Stuttering is a speech disorder in which the flow of speech is interrupted by:
In an attempt to speak, the person who is stuttering may:
The cause of stuttering is not completely understood. Some experts have suggested that stuttering may occur when:
Muscles and Nerves Involved in Speech
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Factors that may increase your chance of developing stuttering include:
Symptoms may include:
The doctor will ask about your symptoms and medical history. A physical exam will be done. Diagnosis may be based on:
Treatment can improve stuttering. The main goal is to get and maintain a feeling of control over speech fluency. The doctor or speech therapist can:
Treatment may include:
There is little evidence to support the use of drugs to improve speech fluency.
The National Stuttering Association
The Stuttering Foundation of America
Canadian Stuttering Association
Institute for Stuttering Treatment and Research
University of Alberta
Bothe AK, Davidow JH, Bramlett RE, et al. Stuttering treatment research 1970-2005:I. Systematic review incorporating trial quality assessment of behavioral, cognitive, and related approaches. Am J Speech Lang Pathol . 2006;15:321-352
Gordon N. Stuttering: incidence and causes. Dev Med Child Neurol. 2002;44:278-281.
Stuttering. American Speech-Language-Hearing Association website. Available at: http://www.asha.org/public/speech/disorders/stuttering/ . Accessed May 20, 2013.
Stuttering. National Institute on Deafness and Other Communication Disorders website. Available at: http://www.nidcd.nih.gov/health/voice/pages/stutter.aspx . Updated March 2010. Accessed May 20, 2013.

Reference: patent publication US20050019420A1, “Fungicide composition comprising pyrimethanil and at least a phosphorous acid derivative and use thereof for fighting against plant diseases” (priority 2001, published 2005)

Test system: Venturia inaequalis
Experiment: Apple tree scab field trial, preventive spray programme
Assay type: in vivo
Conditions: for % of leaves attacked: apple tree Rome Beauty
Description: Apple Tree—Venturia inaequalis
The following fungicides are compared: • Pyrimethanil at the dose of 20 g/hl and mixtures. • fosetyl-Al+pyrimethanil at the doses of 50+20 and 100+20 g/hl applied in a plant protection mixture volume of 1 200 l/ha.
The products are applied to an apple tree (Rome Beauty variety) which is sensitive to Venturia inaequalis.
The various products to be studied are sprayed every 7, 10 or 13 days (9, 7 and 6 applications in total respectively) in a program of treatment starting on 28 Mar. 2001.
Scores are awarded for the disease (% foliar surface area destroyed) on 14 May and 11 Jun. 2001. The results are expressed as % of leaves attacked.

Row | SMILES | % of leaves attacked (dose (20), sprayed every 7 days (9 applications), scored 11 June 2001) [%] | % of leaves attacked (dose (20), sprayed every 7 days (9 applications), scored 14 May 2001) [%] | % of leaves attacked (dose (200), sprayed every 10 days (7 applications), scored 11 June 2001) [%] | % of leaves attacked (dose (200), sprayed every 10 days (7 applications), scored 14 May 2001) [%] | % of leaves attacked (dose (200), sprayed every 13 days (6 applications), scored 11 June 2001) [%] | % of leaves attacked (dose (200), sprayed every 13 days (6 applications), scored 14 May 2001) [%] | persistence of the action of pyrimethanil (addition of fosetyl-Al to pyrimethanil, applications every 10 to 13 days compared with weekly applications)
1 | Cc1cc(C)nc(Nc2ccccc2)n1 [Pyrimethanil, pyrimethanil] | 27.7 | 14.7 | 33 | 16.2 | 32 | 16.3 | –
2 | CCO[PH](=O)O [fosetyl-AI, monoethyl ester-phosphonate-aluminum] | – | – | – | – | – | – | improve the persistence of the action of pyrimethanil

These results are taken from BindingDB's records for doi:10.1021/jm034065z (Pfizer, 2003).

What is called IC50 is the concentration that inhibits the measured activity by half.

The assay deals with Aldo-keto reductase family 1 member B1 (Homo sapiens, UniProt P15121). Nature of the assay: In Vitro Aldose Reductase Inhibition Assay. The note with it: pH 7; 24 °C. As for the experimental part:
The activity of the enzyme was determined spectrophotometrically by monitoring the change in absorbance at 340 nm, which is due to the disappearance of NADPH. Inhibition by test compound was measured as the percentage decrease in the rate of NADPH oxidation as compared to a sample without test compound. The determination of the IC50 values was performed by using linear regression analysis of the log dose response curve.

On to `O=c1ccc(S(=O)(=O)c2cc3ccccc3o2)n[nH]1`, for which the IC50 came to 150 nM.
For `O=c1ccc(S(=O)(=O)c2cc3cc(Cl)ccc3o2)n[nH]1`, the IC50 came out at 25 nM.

Perkins WH. Anomalous anatomy of speech-language areas in adults with persistent developmental stuttering. Neurology . 2002;58:332-333
Prasse JE, Kiakano GE. Stuttering: an overview. American Family Physician. 2008;7:1271-1276.
Sommer M, Koch MA, Paulus W, et al. Disconnection of speech-relevant brain areas in persistent developmental stuttering. Lancet. 2002;360:380-383.
What is stuttering? The National Stuttering Association website. Available at: http://www.westutter.org/what-is-stuttering/stuttering-info/ . Accessed May 20, 2013.
Yairi E, Ambrose NG. Early childhood stuttering: persistency and recovery rates. J Speech Lang Hear Res. 1999;42:1097-1112.
Please be aware that this information is provided to supplement the care provided by your physician. It is neither intended nor implied to be a substitute for professional medical advice. CALL YOUR HEALTHCARE PROVIDER IMMEDIATELY IF YOU THINK YOU MAY HAVE A MEDICAL EMERGENCY. Always seek the advice of your physician or other qualified health provider prior to starting any new treatment or with any questions you may have regarding a medical condition.
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